CERTIFICATE OF APPEALABILITY

Pursuant to Rule 11(a) of the Rules Governing § 2255 Proceedings, this court denies a certificate of appealability in this case. "When the district court denies a habeas petition on procedural grounds without reaching the prisoner's underlying constitutional claim, " which has happened here, a certificate of appealability should issue only when the prisoner shows both "that jurists of reason would find it debatable whether the petition states a valid claim of the denial of a constitutional right and that jurists of reason would find it debatable whether the district court was correct in its procedural ruling." Slack v. McDaniel, 529 U.S. 473, 484 (2000) (emphasis added). This court concludes that jurists of reason would not find it debatable whether Petitioner's Motion states a valid claim of the denial of a constitutional right and also concludes that jurists of reason would not find it debatable whether this court correctly found it lacks jurisdiction over Petitioner's Motion because it is a second or successive motion pursuant to § 2255.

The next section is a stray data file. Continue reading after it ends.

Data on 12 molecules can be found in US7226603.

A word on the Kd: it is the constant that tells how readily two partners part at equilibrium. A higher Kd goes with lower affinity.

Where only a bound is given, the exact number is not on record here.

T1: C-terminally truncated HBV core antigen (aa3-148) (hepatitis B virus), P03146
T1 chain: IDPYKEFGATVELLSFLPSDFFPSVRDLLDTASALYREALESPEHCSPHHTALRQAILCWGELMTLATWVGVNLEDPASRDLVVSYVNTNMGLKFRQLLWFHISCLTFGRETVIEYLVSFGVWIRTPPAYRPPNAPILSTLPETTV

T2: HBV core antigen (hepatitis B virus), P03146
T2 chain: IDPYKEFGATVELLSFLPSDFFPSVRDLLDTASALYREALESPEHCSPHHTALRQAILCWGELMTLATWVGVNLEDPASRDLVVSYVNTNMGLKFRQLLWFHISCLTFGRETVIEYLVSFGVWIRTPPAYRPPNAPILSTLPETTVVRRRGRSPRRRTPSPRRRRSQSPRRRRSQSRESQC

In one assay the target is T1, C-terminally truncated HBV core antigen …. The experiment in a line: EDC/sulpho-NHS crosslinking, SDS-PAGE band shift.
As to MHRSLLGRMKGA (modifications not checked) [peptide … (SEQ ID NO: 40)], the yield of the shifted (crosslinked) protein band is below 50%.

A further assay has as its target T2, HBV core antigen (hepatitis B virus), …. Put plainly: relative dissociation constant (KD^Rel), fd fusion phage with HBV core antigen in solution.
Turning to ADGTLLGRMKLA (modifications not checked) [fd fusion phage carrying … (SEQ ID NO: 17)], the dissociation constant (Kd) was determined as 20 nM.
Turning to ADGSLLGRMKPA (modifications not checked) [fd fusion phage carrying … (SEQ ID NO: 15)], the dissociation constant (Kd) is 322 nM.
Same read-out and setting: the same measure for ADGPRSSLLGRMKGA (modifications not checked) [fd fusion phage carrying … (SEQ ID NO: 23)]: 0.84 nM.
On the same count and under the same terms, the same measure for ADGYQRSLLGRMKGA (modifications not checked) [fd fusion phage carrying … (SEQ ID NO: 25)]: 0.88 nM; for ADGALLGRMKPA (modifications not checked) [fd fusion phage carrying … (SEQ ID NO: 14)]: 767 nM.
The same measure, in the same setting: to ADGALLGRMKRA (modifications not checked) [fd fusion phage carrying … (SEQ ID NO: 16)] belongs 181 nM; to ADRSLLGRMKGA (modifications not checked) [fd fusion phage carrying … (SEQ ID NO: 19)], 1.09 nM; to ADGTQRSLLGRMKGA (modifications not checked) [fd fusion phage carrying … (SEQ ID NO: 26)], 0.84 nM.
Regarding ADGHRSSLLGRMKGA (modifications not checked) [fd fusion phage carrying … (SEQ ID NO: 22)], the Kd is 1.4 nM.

IT IS THEREFORE ORDERED THAT:

(1) Petitioner's pro se Motion to Vacate, Set Aside or Correct Sentence (#1) is dismissed for lack of jurisdiction.

(2) A certificate of appealability is DENIED.

(3) This case is terminated.